What's the story?

This book is a mature retelling of the Snow-White and Rose-Red \ fairy tale. After being repeatedly raped by her father and gang-raped by \ local teens, Liga escapes -- with her baby daughter and another on the \ way -- to a magical world where she's safe and everything is perfect. \ But soon others from the real world find their way into hers, and then \ her younger daughter finds her way back to the real world, eventually \ forcing Liga and her older daughter to come back and learn to deal with \ reality.

Is it any good?


It's no wonder this book has earned so much attention, including both awards and sharp criticism: It's both an amazing work of literature and incredibly intense. In an interview with suite101.com, the author says that the book would be too much for adults who are feeling fragile ("You need to be feeling resilient to take on the first part, particularly," she said).

Still, mature readers up for a challenge will find a complex but expertly constructed novel that's highly emotional and thought provoking. Parents and teachers guiding older teen readers could talk to them about a wide variety of topics, from the psychology of survival to book censorship and more. Our discussion guide can get you started, or look at Random House's Teacher Guide for ideas about delving more deeply into this often dark book.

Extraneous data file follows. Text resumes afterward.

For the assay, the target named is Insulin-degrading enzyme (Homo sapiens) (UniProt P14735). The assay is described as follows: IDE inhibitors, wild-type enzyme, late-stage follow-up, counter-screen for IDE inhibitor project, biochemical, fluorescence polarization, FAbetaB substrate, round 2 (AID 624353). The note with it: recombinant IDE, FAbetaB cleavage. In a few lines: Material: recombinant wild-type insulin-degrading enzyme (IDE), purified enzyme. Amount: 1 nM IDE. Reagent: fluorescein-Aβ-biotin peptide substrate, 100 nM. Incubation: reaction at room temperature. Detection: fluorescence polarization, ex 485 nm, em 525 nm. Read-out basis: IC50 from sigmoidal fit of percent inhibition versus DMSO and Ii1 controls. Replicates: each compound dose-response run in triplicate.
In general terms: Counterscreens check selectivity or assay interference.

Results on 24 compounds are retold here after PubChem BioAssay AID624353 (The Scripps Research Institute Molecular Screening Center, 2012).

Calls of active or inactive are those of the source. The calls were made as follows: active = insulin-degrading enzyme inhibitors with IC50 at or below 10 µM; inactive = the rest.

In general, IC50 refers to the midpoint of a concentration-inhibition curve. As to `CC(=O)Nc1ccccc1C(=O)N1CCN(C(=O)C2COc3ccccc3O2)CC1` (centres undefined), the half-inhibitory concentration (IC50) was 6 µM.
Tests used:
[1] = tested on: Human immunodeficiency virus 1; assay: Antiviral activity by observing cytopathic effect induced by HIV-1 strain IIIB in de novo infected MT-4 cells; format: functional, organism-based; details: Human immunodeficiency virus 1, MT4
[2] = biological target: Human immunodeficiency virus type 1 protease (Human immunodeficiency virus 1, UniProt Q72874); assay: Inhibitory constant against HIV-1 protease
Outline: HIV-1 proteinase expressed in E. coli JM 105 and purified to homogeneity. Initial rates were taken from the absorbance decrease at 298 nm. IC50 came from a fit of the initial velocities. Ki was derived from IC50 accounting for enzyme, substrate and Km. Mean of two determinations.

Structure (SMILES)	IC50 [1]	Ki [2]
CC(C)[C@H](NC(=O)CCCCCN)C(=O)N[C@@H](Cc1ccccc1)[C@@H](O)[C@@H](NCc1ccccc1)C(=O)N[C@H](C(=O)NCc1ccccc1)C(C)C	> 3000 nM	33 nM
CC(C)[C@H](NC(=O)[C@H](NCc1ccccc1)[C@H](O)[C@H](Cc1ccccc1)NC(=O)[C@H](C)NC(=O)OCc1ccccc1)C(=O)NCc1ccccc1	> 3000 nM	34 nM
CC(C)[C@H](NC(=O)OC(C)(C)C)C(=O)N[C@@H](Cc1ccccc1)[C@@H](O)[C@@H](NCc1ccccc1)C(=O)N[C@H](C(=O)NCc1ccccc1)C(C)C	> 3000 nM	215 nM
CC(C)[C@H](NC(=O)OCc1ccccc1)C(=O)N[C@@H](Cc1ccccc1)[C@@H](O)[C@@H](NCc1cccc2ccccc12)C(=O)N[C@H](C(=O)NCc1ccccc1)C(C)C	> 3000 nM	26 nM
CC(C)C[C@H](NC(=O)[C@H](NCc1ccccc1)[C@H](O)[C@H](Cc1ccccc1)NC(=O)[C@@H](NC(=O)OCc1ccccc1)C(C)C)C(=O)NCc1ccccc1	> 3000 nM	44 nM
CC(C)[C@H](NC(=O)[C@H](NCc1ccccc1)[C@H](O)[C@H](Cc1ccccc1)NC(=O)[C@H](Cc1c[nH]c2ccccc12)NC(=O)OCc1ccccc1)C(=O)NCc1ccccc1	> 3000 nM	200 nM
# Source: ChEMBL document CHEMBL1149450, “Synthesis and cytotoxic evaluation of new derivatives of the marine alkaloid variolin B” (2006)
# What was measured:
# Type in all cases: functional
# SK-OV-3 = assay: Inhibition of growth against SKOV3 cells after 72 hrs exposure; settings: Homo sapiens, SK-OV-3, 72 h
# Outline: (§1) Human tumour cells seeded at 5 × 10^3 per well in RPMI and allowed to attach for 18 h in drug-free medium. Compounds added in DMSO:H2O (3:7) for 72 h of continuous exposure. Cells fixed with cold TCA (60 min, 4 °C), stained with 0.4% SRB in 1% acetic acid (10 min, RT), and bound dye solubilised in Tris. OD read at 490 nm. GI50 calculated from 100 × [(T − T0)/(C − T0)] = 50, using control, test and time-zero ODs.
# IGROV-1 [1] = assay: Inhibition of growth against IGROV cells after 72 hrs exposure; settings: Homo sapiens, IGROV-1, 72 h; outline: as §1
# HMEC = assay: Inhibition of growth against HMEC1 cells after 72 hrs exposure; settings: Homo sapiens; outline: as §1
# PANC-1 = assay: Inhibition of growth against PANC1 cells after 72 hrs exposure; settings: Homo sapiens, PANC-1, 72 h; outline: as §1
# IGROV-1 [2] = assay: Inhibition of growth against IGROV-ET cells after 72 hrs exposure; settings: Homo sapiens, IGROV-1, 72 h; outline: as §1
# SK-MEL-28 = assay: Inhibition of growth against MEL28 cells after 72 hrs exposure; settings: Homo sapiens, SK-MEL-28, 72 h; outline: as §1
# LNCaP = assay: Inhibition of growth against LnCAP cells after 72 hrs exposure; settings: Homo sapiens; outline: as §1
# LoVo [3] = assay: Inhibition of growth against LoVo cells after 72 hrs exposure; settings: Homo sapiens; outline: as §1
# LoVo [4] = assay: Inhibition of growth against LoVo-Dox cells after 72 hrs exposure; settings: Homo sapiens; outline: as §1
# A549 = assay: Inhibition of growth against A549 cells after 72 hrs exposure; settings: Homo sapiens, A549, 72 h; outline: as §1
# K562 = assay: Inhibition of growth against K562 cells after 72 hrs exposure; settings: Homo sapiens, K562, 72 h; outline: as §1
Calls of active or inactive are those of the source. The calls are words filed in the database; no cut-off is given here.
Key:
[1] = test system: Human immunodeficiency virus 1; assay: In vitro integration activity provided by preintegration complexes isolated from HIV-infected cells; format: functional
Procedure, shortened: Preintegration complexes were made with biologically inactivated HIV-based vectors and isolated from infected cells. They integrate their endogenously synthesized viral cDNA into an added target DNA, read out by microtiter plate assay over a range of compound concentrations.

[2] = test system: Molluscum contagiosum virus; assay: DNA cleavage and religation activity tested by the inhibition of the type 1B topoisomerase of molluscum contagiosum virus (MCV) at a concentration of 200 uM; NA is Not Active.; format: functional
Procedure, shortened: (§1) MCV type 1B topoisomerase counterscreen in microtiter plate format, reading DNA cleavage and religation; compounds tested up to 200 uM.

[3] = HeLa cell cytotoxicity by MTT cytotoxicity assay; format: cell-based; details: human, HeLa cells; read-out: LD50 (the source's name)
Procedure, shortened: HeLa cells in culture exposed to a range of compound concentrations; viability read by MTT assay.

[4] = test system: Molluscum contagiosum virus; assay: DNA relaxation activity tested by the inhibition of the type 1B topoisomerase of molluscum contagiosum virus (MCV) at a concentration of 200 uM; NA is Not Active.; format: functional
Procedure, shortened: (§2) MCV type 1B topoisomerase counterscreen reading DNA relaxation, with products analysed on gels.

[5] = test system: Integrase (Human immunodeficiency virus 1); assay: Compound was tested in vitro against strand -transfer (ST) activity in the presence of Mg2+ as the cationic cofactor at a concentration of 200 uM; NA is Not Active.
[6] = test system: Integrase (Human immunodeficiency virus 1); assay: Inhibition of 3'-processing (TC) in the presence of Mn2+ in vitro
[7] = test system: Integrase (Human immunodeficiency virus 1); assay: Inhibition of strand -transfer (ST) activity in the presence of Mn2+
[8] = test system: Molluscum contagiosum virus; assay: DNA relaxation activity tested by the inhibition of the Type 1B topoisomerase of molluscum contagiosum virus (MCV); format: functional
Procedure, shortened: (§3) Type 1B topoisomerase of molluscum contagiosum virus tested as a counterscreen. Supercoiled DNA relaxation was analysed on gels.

Families can talk about...

  • Families can talk about this book's controversial content. When asked about this book, author Phillip Pullman told The Observer, "I don't think there should be areas that children's books can't deal with." Do you agree?

  • Are books judged more harshly than other media? Should they be, or do they deserve more slack?

  • Families may also like to look at all the different editions of the book and talk about which take seems the most appropriate given the material. Is there one that marks it most clearly for an older teen audience?

Book details

Author:Margo Lanagan
Book type:Fiction
Publisher:Alfred A. Knopf
Publication date:October 1, 2008